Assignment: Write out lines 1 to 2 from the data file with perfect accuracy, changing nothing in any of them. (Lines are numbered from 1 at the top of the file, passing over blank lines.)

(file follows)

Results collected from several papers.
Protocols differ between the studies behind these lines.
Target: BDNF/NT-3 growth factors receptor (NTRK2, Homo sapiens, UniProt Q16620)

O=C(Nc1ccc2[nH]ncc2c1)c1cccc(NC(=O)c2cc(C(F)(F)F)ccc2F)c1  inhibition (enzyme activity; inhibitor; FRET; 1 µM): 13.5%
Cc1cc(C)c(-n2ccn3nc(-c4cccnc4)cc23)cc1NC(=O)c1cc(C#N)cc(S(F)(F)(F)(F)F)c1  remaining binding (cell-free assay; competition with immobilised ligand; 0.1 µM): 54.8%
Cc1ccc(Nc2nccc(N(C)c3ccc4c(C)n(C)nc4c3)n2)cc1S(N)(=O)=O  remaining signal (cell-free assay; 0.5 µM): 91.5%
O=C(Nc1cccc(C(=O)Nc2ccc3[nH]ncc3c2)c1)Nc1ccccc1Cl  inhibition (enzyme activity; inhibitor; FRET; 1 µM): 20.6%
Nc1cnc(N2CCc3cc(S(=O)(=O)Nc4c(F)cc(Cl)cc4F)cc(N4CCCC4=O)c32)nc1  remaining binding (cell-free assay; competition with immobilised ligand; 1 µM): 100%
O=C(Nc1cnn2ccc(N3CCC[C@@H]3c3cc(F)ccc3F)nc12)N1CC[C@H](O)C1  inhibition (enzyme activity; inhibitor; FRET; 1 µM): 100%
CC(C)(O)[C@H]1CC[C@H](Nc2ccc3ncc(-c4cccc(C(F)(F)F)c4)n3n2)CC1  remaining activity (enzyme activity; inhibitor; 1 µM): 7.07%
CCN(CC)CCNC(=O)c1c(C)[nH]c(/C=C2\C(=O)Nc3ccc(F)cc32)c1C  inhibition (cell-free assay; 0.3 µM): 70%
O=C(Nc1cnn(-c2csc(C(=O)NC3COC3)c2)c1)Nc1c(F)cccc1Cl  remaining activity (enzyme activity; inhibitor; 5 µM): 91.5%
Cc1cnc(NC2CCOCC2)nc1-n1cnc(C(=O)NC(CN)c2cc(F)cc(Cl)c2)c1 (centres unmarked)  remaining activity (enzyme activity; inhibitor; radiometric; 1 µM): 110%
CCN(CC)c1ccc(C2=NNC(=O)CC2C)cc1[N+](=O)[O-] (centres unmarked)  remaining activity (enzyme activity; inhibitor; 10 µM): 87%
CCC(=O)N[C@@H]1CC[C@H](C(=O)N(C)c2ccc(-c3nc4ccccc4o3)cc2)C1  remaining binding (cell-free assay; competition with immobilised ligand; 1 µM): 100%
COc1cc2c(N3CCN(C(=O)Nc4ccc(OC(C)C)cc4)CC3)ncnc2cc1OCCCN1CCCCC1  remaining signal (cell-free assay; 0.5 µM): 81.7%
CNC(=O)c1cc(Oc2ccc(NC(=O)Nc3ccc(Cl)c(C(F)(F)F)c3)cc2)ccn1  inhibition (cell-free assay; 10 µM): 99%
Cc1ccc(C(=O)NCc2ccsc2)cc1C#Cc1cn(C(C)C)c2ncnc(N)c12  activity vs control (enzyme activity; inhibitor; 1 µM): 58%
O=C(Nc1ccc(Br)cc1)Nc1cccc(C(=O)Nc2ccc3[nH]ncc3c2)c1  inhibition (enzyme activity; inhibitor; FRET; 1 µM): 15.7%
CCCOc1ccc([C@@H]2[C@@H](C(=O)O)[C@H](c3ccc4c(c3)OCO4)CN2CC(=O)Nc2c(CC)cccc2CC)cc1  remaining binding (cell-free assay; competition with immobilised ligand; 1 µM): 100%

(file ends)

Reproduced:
Results collected from several papers.
Protocols differ between the studies behind these lines.